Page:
Don Guttridge is the Clackamas Soil and Water Conservation District Zone 5 Director. Zone 5 covers the eastern side of Clackamas County and includes the communities of Estacada, Springwater, and Colton. Director Guttridge was first elected to represent citizens in Zone 5 during the 1994 general election. He was re-elected to a new four-year term in November, 2022.
Almost 30 years on the CSWCD Board of Directors
“The Conservation District was very different when I first joined,” says Guttridge. “When I was elected, we had one, half-time employee, the district manager.” He noted that the annual budget at that time was $10,000 and that the Natural Resources Conservation Service (NRCS) provided much of the District’s direction and guidance. As a result of the 1996 flood, Emergency Watershed Protection funds catapulted the District into a larger conservation leadership role in Clackamas County.
Guttridge has been instrumental in the growth of the District. He helped to secure stable conservation funding via a tax base approved by voters in 2006. This support from local citizens has resulted in quality, on-the-ground projects in both rural and urban Clackamas County. The District has been recognized many times for excellence by local, state, and national entities.
A Commitment to Service and Conservation
Director Guttridge’s relationship with the District extends beyond his service on the Board. His father, Joseph Guttridge, served two terms on the Board of Directors until he retired in 1995. Both his maternal and paternal family lines have a long history in Springwater, where their family property was designated a Century Farm in 1974 by Governor Tom McCall. The family has raised horses and cattle and has grown Christmas trees and hay. Director Guttridge and his family continue to farm the property today. He has great hopes that the property will continue to stay in agriculture in the future.
Trained as a draftsman and designer, Director Guttridge also served in the Marine Corps Reserve for 13 years. He is currently the self-employed owner of Springwater Design where he develops home and remodel plans with an emphasis on energy conservation and sustainability. “I always promote conservation ideals with my clients,” says Guttridge. He generously shared his knowledge and expertise as Chair of the District’s Building Committee. His input was invaluable in the design and construction of the District’s Conservation Resource Center in Beavercreek.
Engaged and Involved in the Community
Director Guttridge currently serves on the Beavercreek Demonstration Farm Guidelines and Budget Committees. Over the years, he has served in every role on the Board of Directors, including Board Chair, and is currently Board Secretary. “It’s been a joy to watch the positive and upward movement of the Conservation District here in Clackamas County,” he shares.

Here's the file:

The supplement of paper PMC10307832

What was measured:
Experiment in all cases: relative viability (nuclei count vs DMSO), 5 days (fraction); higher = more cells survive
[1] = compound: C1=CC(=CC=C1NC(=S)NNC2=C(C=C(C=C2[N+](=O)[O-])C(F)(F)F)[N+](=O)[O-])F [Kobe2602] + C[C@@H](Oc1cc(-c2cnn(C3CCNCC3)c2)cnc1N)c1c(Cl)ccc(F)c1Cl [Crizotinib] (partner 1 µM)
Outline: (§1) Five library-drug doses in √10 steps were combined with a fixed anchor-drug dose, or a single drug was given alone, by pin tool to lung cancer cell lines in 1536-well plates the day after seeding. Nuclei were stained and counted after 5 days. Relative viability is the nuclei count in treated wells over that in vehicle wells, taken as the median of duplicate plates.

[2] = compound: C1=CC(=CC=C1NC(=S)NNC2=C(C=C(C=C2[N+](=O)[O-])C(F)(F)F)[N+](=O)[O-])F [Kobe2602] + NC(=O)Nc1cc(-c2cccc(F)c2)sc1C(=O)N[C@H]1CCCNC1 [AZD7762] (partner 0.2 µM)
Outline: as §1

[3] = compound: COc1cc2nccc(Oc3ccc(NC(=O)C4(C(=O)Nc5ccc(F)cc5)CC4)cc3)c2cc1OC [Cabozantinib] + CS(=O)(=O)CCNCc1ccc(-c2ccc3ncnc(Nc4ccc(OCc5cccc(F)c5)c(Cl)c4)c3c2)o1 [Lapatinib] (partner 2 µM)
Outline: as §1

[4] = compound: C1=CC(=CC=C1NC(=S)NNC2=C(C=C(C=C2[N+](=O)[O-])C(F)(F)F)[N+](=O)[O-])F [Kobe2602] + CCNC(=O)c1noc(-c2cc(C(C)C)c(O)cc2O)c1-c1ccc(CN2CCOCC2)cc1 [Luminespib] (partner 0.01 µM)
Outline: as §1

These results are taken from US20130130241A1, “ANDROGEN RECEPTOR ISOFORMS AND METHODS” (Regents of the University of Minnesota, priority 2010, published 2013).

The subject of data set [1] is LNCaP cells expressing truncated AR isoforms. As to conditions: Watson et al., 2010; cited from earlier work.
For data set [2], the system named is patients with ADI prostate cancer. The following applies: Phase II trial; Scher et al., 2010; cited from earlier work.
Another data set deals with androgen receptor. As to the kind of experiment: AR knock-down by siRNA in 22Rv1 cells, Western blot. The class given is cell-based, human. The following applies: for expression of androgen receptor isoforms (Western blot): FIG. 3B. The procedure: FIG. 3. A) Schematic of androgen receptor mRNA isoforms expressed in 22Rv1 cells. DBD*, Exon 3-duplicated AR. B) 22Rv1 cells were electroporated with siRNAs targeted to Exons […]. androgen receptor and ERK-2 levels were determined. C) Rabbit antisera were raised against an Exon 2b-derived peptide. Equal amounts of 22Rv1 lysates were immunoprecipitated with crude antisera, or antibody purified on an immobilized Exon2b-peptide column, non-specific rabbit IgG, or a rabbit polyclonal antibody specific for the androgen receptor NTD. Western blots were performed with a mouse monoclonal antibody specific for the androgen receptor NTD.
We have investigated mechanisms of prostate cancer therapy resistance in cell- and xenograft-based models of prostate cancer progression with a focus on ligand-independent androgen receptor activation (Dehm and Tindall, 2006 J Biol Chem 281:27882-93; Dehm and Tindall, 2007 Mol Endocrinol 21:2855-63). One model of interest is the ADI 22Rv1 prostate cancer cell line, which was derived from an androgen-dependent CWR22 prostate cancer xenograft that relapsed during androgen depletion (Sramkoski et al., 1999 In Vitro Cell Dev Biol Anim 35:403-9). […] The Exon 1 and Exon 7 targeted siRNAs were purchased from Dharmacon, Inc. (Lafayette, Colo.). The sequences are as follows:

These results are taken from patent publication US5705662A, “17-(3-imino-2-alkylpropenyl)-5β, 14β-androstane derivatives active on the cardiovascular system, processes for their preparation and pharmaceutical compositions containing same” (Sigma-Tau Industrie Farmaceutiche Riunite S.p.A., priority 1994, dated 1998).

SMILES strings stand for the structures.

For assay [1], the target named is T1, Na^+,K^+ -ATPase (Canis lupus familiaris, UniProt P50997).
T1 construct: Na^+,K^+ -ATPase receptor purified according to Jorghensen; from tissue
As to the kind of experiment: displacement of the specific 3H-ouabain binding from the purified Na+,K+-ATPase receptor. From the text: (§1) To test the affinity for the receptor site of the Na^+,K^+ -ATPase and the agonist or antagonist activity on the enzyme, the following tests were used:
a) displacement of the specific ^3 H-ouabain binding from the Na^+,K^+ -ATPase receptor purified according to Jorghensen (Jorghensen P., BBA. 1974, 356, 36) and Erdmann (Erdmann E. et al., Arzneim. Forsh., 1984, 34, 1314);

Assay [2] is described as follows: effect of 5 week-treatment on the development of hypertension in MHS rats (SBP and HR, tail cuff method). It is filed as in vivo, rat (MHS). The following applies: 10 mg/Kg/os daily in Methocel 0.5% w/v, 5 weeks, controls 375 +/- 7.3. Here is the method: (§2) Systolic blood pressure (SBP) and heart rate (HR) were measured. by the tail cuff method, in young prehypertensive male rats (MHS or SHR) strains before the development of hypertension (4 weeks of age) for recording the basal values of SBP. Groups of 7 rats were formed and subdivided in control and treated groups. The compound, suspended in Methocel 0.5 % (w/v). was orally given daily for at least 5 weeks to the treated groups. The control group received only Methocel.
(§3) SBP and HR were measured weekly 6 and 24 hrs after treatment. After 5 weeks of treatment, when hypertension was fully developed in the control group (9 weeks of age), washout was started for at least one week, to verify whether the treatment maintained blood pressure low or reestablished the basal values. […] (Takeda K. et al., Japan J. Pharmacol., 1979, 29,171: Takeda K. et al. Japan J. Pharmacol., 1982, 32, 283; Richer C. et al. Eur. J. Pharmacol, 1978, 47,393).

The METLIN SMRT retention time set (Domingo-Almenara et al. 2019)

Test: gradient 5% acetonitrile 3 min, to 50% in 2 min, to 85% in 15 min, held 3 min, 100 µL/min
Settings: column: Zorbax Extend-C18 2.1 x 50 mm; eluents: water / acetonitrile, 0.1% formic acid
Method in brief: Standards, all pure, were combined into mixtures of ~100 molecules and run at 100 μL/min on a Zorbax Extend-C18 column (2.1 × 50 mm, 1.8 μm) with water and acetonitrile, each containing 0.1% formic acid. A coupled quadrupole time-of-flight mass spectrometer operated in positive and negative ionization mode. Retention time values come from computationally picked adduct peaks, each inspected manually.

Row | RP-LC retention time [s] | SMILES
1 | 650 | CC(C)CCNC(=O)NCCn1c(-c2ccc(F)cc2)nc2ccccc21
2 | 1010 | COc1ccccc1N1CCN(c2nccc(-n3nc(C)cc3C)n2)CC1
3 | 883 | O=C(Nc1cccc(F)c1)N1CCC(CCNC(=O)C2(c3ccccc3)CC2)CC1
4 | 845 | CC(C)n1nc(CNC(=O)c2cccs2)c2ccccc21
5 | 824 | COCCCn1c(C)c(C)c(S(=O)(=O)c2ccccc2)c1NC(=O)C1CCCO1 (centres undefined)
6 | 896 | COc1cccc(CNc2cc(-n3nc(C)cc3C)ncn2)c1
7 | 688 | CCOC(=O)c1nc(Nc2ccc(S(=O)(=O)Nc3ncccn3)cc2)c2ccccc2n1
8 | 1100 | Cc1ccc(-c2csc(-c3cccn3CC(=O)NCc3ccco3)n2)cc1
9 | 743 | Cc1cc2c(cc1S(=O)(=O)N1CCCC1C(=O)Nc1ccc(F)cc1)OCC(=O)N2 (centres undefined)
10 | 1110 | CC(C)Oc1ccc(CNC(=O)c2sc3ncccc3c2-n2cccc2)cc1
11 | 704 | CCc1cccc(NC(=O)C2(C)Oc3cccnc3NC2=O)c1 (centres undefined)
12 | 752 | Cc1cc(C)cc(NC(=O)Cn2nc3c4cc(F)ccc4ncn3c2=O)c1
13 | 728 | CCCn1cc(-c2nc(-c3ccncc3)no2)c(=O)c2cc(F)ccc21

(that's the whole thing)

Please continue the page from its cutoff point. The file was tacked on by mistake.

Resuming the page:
Guttridge takes great pride in the District’s growth from a sole, part-time employee to a highly professional staff of nineteen. “I’m gratified by how many valuable projects we’ve undertaken for the people of Clackamas County,” he notes. “I’m also proud of the way our Board of Directors has positioned ourselves for further success in the future.”
In addition to raising beef cattle and growing hay, Guttridge manages woodland acreage with other members of his family. In 2018, they were awarded recognition as the Clackamas Woodland Farmer of the Year. Guttridge is a 7th Degree Grange member and currently serves as Assistant Steward at the Springwater Grange. He has also participated in a local theater group!
Well-Positioned for the Future
Guttridge is very excited about the District’s new Conservation Resource Center in Beavercreek. “We’ll now be able to bring people in and demonstrate various conservation practices and techniques,” he says. “Some people learn fine from a webpage or video, but other people need to see it, feel it, and experience it in application. I see it as a one-stop shop for people who are interested in conservation to come and see how it’s done.”
The Conservation Resource Center includes ponds, ditches, wildlife habitat, riparian buffers, pastures, and a wood lot. “We can demonstrate it all,” he notes. “When people come in to meet with a planner, they can see right here what the practice looks like.” He anticipates the District adding permeable pavers, rainwater catchment , and other urban practices as well.
Guttridge is glad to have a permanent home for the District. “Having our equipment, our programs, and our demonstrations on one site is so valuable.” He adds, “Not having money going down the hole as rent is a smart investment. Long term, it will give us more money for our programs and the people of Clackamas County.”
Don Guttridge, Your Elected Representative
Guttridge encourages people to reach out to him regarding conservation concerns in Zone 5.